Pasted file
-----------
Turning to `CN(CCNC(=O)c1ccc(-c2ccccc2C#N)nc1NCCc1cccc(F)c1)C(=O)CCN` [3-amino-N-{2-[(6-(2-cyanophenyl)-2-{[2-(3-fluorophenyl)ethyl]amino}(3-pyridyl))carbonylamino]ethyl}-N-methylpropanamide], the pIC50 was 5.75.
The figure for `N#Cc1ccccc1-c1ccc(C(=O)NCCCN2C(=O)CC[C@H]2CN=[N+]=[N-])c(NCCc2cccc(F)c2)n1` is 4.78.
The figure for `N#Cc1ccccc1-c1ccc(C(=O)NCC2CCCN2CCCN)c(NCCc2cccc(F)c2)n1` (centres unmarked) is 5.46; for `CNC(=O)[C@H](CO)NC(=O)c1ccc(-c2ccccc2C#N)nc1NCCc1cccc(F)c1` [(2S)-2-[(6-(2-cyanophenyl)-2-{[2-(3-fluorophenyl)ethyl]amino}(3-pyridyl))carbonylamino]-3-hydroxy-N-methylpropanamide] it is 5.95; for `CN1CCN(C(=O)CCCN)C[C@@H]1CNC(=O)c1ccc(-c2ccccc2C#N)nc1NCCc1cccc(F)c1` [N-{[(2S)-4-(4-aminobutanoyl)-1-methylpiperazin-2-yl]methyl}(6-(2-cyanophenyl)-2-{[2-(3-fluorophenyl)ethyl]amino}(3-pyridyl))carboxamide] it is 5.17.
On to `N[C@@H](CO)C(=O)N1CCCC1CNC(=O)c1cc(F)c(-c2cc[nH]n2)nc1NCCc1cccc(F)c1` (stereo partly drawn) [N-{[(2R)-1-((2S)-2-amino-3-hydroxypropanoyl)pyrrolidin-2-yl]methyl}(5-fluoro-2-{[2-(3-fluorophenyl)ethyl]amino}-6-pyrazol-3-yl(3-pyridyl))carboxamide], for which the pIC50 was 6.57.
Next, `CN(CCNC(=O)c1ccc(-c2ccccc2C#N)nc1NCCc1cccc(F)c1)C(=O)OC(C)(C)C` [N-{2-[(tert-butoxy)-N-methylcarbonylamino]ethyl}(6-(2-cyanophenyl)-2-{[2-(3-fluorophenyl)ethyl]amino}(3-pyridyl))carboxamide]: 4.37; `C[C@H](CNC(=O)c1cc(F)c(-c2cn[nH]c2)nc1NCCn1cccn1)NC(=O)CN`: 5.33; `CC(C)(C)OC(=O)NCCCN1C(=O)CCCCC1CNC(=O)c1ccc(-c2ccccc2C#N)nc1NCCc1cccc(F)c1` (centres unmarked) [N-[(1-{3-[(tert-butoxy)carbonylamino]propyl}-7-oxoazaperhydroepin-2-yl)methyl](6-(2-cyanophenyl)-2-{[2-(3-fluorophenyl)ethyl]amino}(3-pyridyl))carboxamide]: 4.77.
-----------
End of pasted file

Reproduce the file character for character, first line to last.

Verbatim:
Turning to `CN(CCNC(=O)c1ccc(-c2ccccc2C#N)nc1NCCc1cccc(F)c1)C(=O)CCN` [3-amino-N-{2-[(6-(2-cyanophenyl)-2-{[2-(3-fluorophenyl)ethyl]amino}(3-pyridyl))carbonylamino]ethyl}-N-methylpropanamide], the pIC50 was 5.75.
The figure for `N#Cc1ccccc1-c1ccc(C(=O)NCCCN2C(=O)CC[C@H]2CN=[N+]=[N-])c(NCCc2cccc(F)c2)n1` is 4.78.
The figure for `N#Cc1ccccc1-c1ccc(C(=O)NCC2CCCN2CCCN)c(NCCc2cccc(F)c2)n1` (centres unmarked) is 5.46; for `CNC(=O)[C@H](CO)NC(=O)c1ccc(-c2ccccc2C#N)nc1NCCc1cccc(F)c1` [(2S)-2-[(6-(2-cyanophenyl)-2-{[2-(3-fluorophenyl)ethyl]amino}(3-pyridyl))carbonylamino]-3-hydroxy-N-methylpropanamide] it is 5.95; for `CN1CCN(C(=O)CCCN)C[C@@H]1CNC(=O)c1ccc(-c2ccccc2C#N)nc1NCCc1cccc(F)c1` [N-{[(2S)-4-(4-aminobutanoyl)-1-methylpiperazin-2-yl]methyl}(6-(2-cyanophenyl)-2-{[2-(3-fluorophenyl)ethyl]amino}(3-pyridyl))carboxamide] it is 5.17.
On to `N[C@@H](CO)C(=O)N1CCCC1CNC(=O)c1cc(F)c(-c2cc[nH]n2)nc1NCCc1cccc(F)c1` (stereo partly drawn) [N-{[(2R)-1-((2S)-2-amino-3-hydroxypropanoyl)pyrrolidin-2-yl]methyl}(5-fluoro-2-{[2-(3-fluorophenyl)ethyl]amino}-6-pyrazol-3-yl(3-pyridyl))carboxamide], for which the pIC50 was 6.57.
Next, `CN(CCNC(=O)c1ccc(-c2ccccc2C#N)nc1NCCc1cccc(F)c1)C(=O)OC(C)(C)C` [N-{2-[(tert-butoxy)-N-methylcarbonylamino]ethyl}(6-(2-cyanophenyl)-2-{[2-(3-fluorophenyl)ethyl]amino}(3-pyridyl))carboxamide]: 4.37; `C[C@H](CNC(=O)c1cc(F)c(-c2cn[nH]c2)nc1NCCn1cccn1)NC(=O)CN`: 5.33; `CC(C)(C)OC(=O)NCCCN1C(=O)CCCCC1CNC(=O)c1ccc(-c2ccccc2C#N)nc1NCCc1cccc(F)c1` (centres unmarked) [N-[(1-{3-[(tert-butoxy)carbonylamino]propyl}-7-oxoazaperhydroepin-2-yl)methyl](6-(2-cyanophenyl)-2-{[2-(3-fluorophenyl)ethyl]amino}(3-pyridyl))carboxamide]: 4.77.